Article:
Board of Directors2019-06-06T17:28:39+00:00

2018/19 Board of Directors

The Board of Directors can be contacted at board@goYTM.ca.

President: David Nugent came up to the Yukon in 1973 for a summer job and stayed on, working in the mines, as a log/timber frame builder, carpenter, carpentry instructor at Yukon College, and after that as the Department Head of Trades and Tech at the college. He lives at Marsh Lake, has four grown children, and lives with his wife Paulette Dufour who he met here in 1975. He has a strong interest in Trades and History and is now fully retired. He has spent a goodly amount of time coaching hockey and soccer. He prefers the rural life style to that of the city, something that originally drew him to the Yukon and probably will keep him here forever.

Vice President: Hugh Kitchen has lived in the Yukon for over 40 years. 35 years in aviation, 3 of that with Air North, then 32 with Alkan Air ­ 25 as a partner in the business. Currently he works part time with Alkan Air as a pilot, was recently the president for the Chamber of Mines and enjoys sharing history through his volunteerism at the YTM.

Secretary: Sue Greetham and her husband Stan visited the Yukon in 1984, fell in love with the people, the environment, the history and lifestyle of the pioneers. Living in the Southern Lakes, learning about the local First Nation community and puzzled by the very small businesses dotting the main highways, Sue spent 7 years developing the first Yukon co-operative of small businesses to promote them as a cohesive destination route service provider called www.southern lakes yukon.com.  She loves all forms of transportation and rides a 750 Shadow.

Treasurer: Norman Eady is a business consultant based in Whitehorse, Yukon. His areas of expertise include business planning and analytical research. He is a property manager for condos. Norman is a long time Yukoner and after retirement as a Finance Manager at Northwestel he has been active with a variety of non-profit organizations and successful businesses.

Board Member: Richard Roberts has been with the YTM since before the beginning. Richard is devoted to the automobile history of the Yukon and is always happy to do the homework and make the case for interesting new additions to the museum’s collection.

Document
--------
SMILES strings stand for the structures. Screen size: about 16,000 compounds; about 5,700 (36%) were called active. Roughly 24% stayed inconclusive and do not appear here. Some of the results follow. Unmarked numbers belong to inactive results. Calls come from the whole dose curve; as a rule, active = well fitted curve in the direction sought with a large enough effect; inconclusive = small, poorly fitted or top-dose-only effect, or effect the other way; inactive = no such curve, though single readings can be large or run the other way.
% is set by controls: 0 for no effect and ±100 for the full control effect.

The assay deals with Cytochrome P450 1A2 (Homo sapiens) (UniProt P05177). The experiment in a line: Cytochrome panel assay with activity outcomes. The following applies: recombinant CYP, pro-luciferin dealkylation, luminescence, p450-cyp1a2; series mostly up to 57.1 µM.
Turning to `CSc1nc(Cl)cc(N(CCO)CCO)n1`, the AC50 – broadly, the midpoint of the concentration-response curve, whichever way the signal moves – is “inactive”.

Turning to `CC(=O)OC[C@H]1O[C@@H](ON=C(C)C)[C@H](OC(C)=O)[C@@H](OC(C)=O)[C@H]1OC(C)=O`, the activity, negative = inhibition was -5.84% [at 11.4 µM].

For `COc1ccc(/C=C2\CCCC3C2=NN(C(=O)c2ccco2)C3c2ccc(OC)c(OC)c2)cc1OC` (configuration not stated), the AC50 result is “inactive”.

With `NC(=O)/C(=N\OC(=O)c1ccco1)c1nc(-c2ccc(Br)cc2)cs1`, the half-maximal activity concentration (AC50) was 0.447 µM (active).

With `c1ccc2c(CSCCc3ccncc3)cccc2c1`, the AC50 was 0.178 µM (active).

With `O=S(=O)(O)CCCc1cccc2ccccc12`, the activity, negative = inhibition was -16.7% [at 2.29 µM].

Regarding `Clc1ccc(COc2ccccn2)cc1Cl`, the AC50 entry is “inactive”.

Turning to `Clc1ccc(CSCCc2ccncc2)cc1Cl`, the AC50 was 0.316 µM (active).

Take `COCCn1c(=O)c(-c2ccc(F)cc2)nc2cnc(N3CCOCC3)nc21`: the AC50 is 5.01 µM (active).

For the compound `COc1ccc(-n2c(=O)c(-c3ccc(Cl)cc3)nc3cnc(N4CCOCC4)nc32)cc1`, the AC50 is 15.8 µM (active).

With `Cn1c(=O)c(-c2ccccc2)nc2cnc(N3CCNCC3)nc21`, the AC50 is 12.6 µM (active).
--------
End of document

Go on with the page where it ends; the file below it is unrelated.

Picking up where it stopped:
Board Member: George Balmer has lived in the Yukon for 40 years in Ross River, Dawson City, Teslin, Haines Junction, and finally Whitehorse… he is unlikely to go anywhere.  After passing 60 years of age he developed a growing fondness for antiques.  He has an addiction to mechanical things; his 1951 Chev truck, 1957 Piper Super Cub, LandCruiser, snowmobile, 4-wheeler, boat, motorcycle and whatever airplane project is in the shop at this moment. The Yukon Transportation Museum is extremely important to the Territory and he hope to assist the staff in maintaining and presenting it to all visitors and residents.

Board Member: David Neufeld is an environmental historian in the Yukon. He studies the intersection of knowledge and practice in both Western settler approaches to Canada’s North and Yukon First Nations’ ways of life in their sub-arctic boreal homelands. His reflexive research approach is grounded in 30 years as a community-based cultural researcher using archives and community oral histories. His complementary travel with both “hunters” and “miners” has made him sensitive to the character of the contact between Indigenous and Newcomer through the 20th century and their changing expectations of each other.

Board Member (honorary): Ken Jones (bio coming soon)

Board Member (honourary):  Dennis Blaker is a life long Yukoner. He was born into a WP&YR family. His grandfather was on the boats, his father, uncle and himself were all in the rail division. Dennis has been a member of YTM since 2001 and he is interested in all facets of transportation. He is happy he contributes to the legacy of YTM being there for his grandchildren.

Board Member (honorary): Murray Biggin has been flying and driving his whole life. He found out on Christmas of 1954 he was being shipped off by the Canadian Military to England for ‘Radar Trades.’ ­ This was somewhat of a disappointment, as he had requested to go north. Ask him about his adventures en route sometime! After returning from overseas he drove for ‘the Big Dog’ and found his way to the Yukon in 1973. Since then he drove professionally for WP&YR involving Cassiar Asbestos Clinton Creek, Faro, Elsa, Dawson City. In 1996 he joined Whitehorse Transit for six years and then in 2002 he drove for Gray Line for three summers. Murray is living transportation history.

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